Human Rights, Mental Health and Changes in the Role of Psychiatry

ABSTRACT SA1-2

DAINIUS PŪRAS

Vilnius University Medical Faculty Psychiatric Clinic, Vilnius, Lithuania
UN Special Rapporteur on the Right to Health

ABSTRACT DESCRIPTION

Psychiatry and human rights have a complicated history of relationships.

Now, when mental health is emerging out of shadows globally as a health and development priority, it is of crucial importance to reach agreement between all major stakeholders on how to invest in mental health promotion and treatment of mental health conditions.

Lessons should be learned from examples of systemic failures when resources have been invested in ineffective mental health systems that rely on legacy of large residential institutions, separated psychiatric hospitals, excessive use of biomedical interventions and wide-spread use of coercion.  For example, in some European countries that joined the EU in 2004-2007, EU structural funds have been used to strengthen the ineffective care systems and thus development of good quality community based services was halted.

Modern psychiatry should address human rights as a priority. Psychiatric profession, as an influential actor in the mental health scene, should reconsider some basic positions with regard to human rights in mental healthcare.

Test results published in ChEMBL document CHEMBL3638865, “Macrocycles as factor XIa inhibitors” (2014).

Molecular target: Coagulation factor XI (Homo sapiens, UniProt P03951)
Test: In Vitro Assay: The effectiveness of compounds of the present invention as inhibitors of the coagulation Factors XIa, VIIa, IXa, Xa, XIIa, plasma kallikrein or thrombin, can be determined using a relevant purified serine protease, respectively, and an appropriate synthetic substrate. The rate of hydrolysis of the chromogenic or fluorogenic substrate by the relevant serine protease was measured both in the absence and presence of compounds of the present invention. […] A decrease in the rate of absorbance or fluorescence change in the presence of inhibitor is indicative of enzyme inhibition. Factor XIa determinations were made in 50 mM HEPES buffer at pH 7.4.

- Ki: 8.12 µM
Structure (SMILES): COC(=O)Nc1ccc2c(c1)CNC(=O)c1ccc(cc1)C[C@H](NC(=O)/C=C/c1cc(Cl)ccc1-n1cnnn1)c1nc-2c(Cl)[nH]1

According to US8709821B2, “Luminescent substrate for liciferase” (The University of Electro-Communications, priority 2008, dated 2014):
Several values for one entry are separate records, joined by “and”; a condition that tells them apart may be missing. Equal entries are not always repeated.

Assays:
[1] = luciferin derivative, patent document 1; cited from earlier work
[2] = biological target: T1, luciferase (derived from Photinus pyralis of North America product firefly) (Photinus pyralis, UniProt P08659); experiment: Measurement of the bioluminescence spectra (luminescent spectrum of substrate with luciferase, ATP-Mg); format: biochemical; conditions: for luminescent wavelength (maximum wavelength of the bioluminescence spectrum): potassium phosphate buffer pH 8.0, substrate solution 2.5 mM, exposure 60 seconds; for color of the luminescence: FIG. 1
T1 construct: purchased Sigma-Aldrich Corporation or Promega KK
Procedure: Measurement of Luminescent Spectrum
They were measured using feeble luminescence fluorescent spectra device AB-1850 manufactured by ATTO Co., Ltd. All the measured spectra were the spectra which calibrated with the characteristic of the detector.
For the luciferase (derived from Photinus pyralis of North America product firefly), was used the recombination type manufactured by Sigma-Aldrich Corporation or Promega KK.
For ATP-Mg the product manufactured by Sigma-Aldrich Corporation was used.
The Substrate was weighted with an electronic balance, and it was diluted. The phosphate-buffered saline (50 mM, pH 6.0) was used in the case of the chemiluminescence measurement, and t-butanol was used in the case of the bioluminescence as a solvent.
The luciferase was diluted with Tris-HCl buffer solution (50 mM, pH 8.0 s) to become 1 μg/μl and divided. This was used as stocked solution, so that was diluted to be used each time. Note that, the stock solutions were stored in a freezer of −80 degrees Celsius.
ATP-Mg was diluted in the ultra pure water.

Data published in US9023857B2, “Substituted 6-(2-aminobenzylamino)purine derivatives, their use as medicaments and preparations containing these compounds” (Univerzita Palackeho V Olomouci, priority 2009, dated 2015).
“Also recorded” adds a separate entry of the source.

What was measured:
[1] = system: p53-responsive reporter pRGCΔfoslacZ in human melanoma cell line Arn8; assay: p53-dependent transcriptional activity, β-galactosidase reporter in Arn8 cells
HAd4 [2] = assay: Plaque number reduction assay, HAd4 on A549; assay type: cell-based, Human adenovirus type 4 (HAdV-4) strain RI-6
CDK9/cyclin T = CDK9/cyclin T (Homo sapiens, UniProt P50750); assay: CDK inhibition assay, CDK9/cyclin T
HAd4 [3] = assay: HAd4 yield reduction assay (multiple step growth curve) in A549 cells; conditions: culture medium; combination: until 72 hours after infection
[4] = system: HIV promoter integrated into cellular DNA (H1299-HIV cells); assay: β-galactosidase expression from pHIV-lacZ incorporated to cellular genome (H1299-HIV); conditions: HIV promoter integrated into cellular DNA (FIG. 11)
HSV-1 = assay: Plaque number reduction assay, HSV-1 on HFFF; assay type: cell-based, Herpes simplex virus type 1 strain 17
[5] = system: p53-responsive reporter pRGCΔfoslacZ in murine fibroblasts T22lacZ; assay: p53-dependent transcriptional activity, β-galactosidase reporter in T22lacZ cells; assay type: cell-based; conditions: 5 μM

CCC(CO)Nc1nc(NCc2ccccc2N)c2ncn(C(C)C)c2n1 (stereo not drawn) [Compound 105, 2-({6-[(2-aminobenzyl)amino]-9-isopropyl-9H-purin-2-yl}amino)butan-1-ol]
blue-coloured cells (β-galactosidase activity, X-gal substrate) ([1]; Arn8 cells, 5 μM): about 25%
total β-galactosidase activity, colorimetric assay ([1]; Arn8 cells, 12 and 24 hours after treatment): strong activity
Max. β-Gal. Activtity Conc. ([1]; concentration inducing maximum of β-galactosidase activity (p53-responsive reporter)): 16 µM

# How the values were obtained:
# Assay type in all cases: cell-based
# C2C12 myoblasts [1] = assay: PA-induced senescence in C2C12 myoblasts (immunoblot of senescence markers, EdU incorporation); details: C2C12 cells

Following issues should be addressed: 

  • power asymmetries in mental health services;
  • excessive use of biomedical model and biomedical interventions;
  • issues related to informed consent, implementation of the Convention on the Rights of Persons with Disabilities and whether arguments based on concepts of dangerousness and medical necessity justify wide-spread use of non-consensual measures in practice of psychiatry.

It is important for leadership of psychiatric profession – nationally, regionally and globally – to openly discuss emerging issues within profession and with other actors and to consider changes in position with regard to critical issues.

The presentation will argue that attempts to preserve the status quo and imbalances, such as power asymmetries, overreliance on biomedical interventions and “exceptions” paving the way to wide-spread use of non-consensual measures, are not contributing to progress in psychiatry and to good image and reputation of the profession.